RSV Season With EIRMC

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We have partnered with Eastern Idaho Regional Medical Center to bring our readers these great tips!

RSV, or Respiratory Syncytial Virus, is a highly contagious virus that hospitalizes almost 60,000 children under the age of five every year. It can be extremely dangerous for children 6 months and younger and is the cause of all the social media posts you see warning people to not kiss babies. RSV season usually lasts during the winter months which in East Idaho means November through April.

According to the Centers for Disease Control and Prevention (CDC), RSV peaks from late December to mid-February, meaning that now is the time to be vigilant. 

When not caught early, RSV can lead to the common cold, bronchitis, pneumonia, croup, or bronchiolitis which can potentially require hospitalization. Most children that are hospitalized are discharged within a few days, but many will require some form of breathing assistance. 

Symptoms and Treatment of RSV

Most children will have had RSV by the time they turn two. While it is similar to a cold, RSV symptoms include:

  • Coughing
  • Decreased appetite
  • Fever
  • Runny nose
  • Sneezing
  • Wheezing

Children younger than 6 months can also experience irritability, decreased activity, and breathing issues. 

While it can be very scary, thankfully RSV typically clears up after a week or two on its own. To help relieve mild symptoms, you can give your child over-the-counter pain and fever medications like ibuprofen and acetaminophen. Please talk to your pediatrician before using any nonprescription cold medicines since some are not recommended for children. Please also consult your pediatrician for dosing recommendations.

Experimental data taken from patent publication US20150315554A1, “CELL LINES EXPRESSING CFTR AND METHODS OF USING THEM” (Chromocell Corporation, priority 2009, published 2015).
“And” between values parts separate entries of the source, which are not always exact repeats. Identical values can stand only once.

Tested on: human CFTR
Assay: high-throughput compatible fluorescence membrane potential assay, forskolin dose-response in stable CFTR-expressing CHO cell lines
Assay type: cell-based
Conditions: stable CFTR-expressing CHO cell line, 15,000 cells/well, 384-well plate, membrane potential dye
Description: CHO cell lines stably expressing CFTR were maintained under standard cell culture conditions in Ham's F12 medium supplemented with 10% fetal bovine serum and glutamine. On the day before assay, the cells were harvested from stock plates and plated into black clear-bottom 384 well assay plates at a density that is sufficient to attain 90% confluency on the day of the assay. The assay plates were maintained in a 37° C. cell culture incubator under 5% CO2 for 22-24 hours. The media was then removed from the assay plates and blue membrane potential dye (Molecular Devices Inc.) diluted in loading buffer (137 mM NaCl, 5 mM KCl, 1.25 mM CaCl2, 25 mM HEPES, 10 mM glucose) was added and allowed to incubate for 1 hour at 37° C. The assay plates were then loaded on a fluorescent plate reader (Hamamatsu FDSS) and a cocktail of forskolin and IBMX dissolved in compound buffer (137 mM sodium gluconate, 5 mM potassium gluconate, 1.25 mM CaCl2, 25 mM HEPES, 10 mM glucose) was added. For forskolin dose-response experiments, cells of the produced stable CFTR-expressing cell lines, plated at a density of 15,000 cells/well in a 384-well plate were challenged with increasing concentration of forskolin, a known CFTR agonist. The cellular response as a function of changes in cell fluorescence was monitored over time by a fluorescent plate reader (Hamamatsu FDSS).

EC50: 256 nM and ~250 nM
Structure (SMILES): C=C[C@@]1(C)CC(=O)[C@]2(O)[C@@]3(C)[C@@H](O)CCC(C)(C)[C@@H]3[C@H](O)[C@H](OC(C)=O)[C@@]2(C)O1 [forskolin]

When Does RSV Require a Visit to the ER?

Head immediately to EIRMC’s emergency room if your baby shows any of the following symptoms:

  • Decrease in wet diapers (dehydration)
  • Difficult, shallow, labored, or rapid breathing
  • High fever
  • Lethargy
  • Skin that turns blue, especially the fingernails and lips
  • Unresponsiveness

If you are unsure about whether or not your baby has RSV, always use caution and seek medical treatment. EIRMC is the only hospital in Idaho Falls with pediatricians on their Medical Staff, and the only hospital with inpatient pediatric care. They have the best professionals to help your child. 

Preventing RSV

RSV can survive on softer surfaces, such as tissues or the hands, for shorter amounts of time than on hard surfaces like tables or cribs. 

Like the common cold, RSV spreads through coughing and sneezing, which is then further spread when you touch an infected surface or come into close contact with an infected person. Kissing a child’s face, touching their face, sticking fingers in their mouth, or using a pacifier that has been left on an infected surface can all spread RSV. 

To reduce the chance of transmission:

  • Avoid close contact with sick people
  • Avoid touching your face with unwashed hands
  • Clean and disinfect surfaces often, especially surfaces that are used regularly
  • Cover your mouth when you cough and sneeze with your elbow
  • Stay home when you are sick
  • Keep hands out of eyes, nose, and mouth
  • Wash your hands often

EIRMC’s Consult-A-Nurse Line

If your baby isn’t feeling well, or you need a little extra advice or support when your doctor is not available, try EIRMC’s free, 24/7 Consult-A-Nurse phone line at (208) 497-6167. Nurses will be able to listen to your concerns, give expert advice, and let you know if you need to make a trip to EIRMC’s ER for further support. 

RSV can be scary but taking early precautions can help prevent further complications. Be safe this RSV season. When in doubt, contact EIRMC’s Consult-A-Nurse phone line about any of your concerns for yourself or your child. 

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Alex, mother to three rambunctious boys, belongs to the niche made-for-TV-movie market where a city girl marries a country boy. As such, she has developed a new appreciation for dirt biking, camping, hiking, and all other outdoor adventures. She loves anything artistic, but suffers from “jack of all trades, master of none” syndrome. You can find her at home working on one of a billion unfinished projects. Having all boys has been a blessing in disguise because her true loves are Harry Potter and Legos. Her sisters jokingly say she is the best “brother” they ever had.

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